Modifying antenna array template

Does anyone have a modified antenna array template that will cover the 2m ham radio band?


For the 2m band the array will be quite large, not something easily printed on a paper or 3D printed.

Best to use the Excel calculator Enter the frequency, choose the largest feasible antenna Max radius, and then use the “Antenna Coordinates for Radius” calculator to get the coordinates of each element.

I punched in the full size 88cm into the antenna array calculator for 145mhz. Is it normal for it to generate an asymmetrical configuration? Just want to make sure before I CNC a custom jig out of a sheet of 1/4" plywood.

Here’s a tool I made from yardsticks for kraken antenna setup. I use .28m to (barely) cover 2m & 70cm. The trick (it’s been 50 years since my last trig class :wink:) was to make the drilled holes relative to the upper bolt, not the center, so only the lower bar has to be moved if you want different spacing. Just an idea…

Kraken Tool

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Here is the template I created for the bands I’m interested in, which includes the 2m and 70cm ham bands and much of the 70cm business and public service bands. Using the spreadsheet, these are the three general ranges I settled on:

VHF (118-295 Mhz). Radius is a big 17 inches (0.4318m).
UHF (212-531 Mhz). Radius is 9.5 inches (0.2413m).
UHF (364-911 Mhz). Radius is 5.5 inches (0.1397m).

I bought a poster board from an office supply store and cut out a 22x6 inch section and layed out a center line with these radius lengths. I then printed out 2 copies of the base template, full size on 8.5x11 inch paper. One to keep for use on the vehicle and one for cutting out, using an exacto blade, the base template and antenna base outlines on the poster board as shown. This poster board folds up to store with the base template and works out very quickly to set up the antenna array.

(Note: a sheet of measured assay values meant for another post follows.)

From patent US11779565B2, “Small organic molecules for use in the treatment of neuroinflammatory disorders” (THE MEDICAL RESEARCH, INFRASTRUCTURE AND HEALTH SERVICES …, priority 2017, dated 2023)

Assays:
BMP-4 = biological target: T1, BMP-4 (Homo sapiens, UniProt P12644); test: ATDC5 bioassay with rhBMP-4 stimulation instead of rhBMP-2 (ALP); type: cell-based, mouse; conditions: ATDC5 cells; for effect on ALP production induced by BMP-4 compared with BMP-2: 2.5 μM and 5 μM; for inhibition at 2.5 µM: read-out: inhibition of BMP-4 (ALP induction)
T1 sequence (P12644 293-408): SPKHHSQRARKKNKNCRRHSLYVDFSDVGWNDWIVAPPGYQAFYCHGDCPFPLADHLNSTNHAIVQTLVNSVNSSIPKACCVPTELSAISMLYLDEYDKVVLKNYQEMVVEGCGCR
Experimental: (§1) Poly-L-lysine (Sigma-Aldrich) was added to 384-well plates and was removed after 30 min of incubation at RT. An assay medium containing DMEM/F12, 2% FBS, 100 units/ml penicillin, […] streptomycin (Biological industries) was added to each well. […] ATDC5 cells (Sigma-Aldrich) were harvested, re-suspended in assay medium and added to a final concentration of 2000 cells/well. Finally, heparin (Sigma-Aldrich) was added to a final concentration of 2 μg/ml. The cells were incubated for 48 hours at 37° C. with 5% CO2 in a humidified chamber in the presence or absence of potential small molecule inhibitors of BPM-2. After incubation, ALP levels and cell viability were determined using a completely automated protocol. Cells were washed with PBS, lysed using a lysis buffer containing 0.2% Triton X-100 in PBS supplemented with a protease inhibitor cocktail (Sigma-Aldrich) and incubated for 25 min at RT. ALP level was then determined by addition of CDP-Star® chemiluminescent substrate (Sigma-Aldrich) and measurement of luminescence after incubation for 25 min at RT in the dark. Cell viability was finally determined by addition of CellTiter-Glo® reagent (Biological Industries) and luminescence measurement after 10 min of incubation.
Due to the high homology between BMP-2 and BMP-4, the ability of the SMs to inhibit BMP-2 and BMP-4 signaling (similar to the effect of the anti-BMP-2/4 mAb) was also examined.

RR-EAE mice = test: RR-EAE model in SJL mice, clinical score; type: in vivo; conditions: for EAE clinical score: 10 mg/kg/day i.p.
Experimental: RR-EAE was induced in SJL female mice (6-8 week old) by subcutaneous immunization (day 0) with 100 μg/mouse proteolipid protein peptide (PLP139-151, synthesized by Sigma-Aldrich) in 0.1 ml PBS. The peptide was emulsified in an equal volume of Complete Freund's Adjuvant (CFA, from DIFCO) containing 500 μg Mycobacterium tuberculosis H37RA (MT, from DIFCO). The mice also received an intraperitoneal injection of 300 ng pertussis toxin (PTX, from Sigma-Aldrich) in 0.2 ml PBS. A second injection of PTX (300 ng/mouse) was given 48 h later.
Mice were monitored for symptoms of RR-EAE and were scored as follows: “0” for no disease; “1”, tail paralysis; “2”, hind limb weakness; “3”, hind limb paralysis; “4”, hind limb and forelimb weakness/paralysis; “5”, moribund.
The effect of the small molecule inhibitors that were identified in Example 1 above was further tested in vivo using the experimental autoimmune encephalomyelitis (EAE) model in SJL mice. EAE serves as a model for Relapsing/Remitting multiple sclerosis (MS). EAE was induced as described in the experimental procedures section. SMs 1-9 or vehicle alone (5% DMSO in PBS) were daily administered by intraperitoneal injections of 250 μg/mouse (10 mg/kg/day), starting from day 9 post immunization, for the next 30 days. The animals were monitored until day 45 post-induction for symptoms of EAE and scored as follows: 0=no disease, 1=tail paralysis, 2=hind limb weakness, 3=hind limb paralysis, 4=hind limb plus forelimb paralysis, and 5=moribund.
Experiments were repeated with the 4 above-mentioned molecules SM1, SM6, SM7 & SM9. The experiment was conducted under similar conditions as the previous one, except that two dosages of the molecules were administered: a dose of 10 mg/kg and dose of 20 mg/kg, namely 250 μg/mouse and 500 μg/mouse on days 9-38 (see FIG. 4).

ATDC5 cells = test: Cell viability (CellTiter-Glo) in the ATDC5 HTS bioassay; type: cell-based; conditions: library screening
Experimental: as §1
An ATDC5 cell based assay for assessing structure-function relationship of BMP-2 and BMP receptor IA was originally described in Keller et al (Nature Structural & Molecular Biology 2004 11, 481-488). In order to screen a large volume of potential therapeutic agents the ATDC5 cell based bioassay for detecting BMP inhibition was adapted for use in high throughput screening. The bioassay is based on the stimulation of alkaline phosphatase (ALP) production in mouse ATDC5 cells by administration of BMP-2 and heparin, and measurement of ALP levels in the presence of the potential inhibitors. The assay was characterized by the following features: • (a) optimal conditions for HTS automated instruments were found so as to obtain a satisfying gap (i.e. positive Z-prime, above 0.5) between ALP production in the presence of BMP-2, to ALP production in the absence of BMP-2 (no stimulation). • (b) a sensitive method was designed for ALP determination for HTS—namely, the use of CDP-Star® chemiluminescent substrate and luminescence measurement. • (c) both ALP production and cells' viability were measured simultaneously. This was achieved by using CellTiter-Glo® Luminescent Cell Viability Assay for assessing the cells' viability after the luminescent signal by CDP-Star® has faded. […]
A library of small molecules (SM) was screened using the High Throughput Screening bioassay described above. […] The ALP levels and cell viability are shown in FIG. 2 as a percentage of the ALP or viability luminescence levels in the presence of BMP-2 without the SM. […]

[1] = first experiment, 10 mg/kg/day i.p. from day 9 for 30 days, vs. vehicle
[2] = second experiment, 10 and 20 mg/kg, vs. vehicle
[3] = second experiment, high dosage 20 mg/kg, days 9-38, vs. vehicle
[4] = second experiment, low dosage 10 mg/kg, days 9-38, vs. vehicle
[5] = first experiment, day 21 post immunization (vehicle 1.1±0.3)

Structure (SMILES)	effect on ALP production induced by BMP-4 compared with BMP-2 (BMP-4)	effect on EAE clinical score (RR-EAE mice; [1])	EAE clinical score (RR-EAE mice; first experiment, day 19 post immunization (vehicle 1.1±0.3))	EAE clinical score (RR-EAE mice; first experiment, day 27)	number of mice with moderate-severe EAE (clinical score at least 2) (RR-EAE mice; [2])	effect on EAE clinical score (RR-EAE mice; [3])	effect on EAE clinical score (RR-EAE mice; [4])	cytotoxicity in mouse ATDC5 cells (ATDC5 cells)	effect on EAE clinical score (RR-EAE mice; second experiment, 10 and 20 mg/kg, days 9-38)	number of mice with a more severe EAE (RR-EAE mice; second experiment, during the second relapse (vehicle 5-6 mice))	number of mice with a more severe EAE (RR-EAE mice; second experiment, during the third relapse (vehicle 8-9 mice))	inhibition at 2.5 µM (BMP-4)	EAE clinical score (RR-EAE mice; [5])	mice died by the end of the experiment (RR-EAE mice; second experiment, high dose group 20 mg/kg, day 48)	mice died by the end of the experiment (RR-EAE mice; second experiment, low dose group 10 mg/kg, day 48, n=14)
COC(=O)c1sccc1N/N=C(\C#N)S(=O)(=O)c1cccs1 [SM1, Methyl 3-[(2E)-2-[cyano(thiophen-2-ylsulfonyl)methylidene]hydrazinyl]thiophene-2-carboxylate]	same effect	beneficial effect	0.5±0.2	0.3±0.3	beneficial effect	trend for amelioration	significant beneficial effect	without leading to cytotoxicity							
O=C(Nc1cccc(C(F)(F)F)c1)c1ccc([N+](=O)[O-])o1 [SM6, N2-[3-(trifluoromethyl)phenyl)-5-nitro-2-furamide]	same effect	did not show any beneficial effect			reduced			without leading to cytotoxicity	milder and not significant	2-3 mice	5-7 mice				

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The shape of the antenna array will always be a pentagram with 5-elements, so asymmetrical on one axis.

I’ve been seeing a bunch of reports from people using the array calculator that claim the array is not symmetrical as expected. I think what you’ll find is that it is not DISPLAYED symmetrically, because the axes of the plot aren’t at the same scale. However if you do the math on the coordinates, it should be A-Ok.

hi sir. i want to df for 433 MHz can any one guide me

For my array, I used a string with a three loops in it, one at each end and one near the middle.
The distance between the end loops is the array radius + the inter-element spacing from the spreadsheet.
The distance form one end loop to the loop in the middle is the radius. That end is the radius loop. The distance from the middle loop to the other end loop is the inter-element spacing from the spreadsheet. That end is the spacing loop.

To use:

  1. Place antenna 0 at the front of the space on the surface you’re using (e.g. the car roof).
  2. Place the middle loop on that antenna and pull the radius loop back down the center line of the surface until it’s tight.
  3. In the radius loop, mark the array center (ideally on a piece of painter’s tape).
  4. For antenna 1, put the spacing loop on antenna 0 and the radius loop on the center point.
  5. Pull the middle loop to the right of the center line so both sides of the string are tight.
  6. Antenna 1 goes where the middle loop is.